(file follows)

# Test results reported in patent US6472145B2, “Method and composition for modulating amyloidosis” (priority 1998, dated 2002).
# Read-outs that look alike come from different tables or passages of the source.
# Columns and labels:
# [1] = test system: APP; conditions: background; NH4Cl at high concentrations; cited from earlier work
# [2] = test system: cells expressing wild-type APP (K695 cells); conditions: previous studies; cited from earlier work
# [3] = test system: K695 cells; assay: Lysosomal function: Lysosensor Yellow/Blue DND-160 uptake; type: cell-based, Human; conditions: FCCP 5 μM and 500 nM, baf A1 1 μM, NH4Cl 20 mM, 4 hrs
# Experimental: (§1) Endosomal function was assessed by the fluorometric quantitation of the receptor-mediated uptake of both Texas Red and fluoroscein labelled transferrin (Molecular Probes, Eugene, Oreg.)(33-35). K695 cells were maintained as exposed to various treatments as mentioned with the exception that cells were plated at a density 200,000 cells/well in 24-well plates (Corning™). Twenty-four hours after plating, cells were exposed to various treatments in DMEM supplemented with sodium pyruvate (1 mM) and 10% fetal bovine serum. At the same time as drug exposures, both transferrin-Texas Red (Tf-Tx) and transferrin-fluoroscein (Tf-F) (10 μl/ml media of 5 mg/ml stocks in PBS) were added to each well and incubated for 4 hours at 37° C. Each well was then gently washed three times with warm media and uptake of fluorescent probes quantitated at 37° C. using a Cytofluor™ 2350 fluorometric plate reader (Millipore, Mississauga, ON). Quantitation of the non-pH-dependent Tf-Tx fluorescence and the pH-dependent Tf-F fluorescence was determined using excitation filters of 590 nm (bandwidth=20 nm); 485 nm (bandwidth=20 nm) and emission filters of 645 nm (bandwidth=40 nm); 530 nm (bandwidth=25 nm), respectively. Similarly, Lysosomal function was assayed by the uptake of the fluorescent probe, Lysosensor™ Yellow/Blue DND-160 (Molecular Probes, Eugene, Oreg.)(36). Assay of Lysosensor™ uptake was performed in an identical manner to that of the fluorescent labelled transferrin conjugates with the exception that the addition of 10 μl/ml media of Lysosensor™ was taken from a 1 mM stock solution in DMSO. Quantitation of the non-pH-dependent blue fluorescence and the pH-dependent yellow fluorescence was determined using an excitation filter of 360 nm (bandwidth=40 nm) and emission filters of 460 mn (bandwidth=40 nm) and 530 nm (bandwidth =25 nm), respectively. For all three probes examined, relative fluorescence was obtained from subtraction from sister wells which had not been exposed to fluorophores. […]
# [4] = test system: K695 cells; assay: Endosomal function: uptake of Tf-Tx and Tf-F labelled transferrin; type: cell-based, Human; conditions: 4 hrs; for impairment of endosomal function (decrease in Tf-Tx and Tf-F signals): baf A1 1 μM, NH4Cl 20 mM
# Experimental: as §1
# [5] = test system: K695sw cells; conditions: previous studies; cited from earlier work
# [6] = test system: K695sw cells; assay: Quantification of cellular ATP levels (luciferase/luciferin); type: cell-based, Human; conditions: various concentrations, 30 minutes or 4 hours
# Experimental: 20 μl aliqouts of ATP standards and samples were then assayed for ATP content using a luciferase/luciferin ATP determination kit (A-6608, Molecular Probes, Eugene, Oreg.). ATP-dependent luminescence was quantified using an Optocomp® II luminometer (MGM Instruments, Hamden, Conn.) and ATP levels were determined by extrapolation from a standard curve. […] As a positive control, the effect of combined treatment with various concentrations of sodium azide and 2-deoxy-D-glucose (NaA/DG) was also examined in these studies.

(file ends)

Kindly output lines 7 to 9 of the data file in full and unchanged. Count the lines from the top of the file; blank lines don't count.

# Experimental: (§1) Endosomal function was assessed by the fluorometric quantitation of the receptor-mediated uptake of both Texas Red and fluoroscein labelled transferrin (Molecular Probes, Eugene, Oreg.)(33-35). K695 cells were maintained as exposed to various treatments as mentioned with the exception that cells were plated at a density 200,000 cells/well in 24-well plates (Corning™). Twenty-four hours after plating, cells were exposed to various treatments in DMEM supplemented with sodium pyruvate (1 mM) and 10% fetal bovine serum. At the same time as drug exposures, both transferrin-Texas Red (Tf-Tx) and transferrin-fluoroscein (Tf-F) (10 μl/ml media of 5 mg/ml stocks in PBS) were added to each well and incubated for 4 hours at 37° C. Each well was then gently washed three times with warm media and uptake of fluorescent probes quantitated at 37° C. using a Cytofluor™ 2350 fluorometric plate reader (Millipore, Mississauga, ON). Quantitation of the non-pH-dependent Tf-Tx fluorescence and the pH-dependent Tf-F fluorescence was determined using excitation filters of 590 nm (bandwidth=20 nm); 485 nm (bandwidth=20 nm) and emission filters of 645 nm (bandwidth=40 nm); 530 nm (bandwidth=25 nm), respectively. Similarly, Lysosomal function was assayed by the uptake of the fluorescent probe, Lysosensor™ Yellow/Blue DND-160 (Molecular Probes, Eugene, Oreg.)(36). Assay of Lysosensor™ uptake was performed in an identical manner to that of the fluorescent labelled transferrin conjugates with the exception that the addition of 10 μl/ml media of Lysosensor™ was taken from a 1 mM stock solution in DMSO. Quantitation of the non-pH-dependent blue fluorescence and the pH-dependent yellow fluorescence was determined using an excitation filter of 360 nm (bandwidth=40 nm) and emission filters of 460 mn (bandwidth=40 nm) and 530 nm (bandwidth =25 nm), respectively. For all three probes examined, relative fluorescence was obtained from subtraction from sister wells which had not been exposed to fluorophores. […]
# [4] = test system: K695 cells; assay: Endosomal function: uptake of Tf-Tx and Tf-F labelled transferrin; type: cell-based, Human; conditions: 4 hrs; for impairment of endosomal function (decrease in Tf-Tx and Tf-F signals): baf A1 1 μM, NH4Cl 20 mM
# Experimental: as §1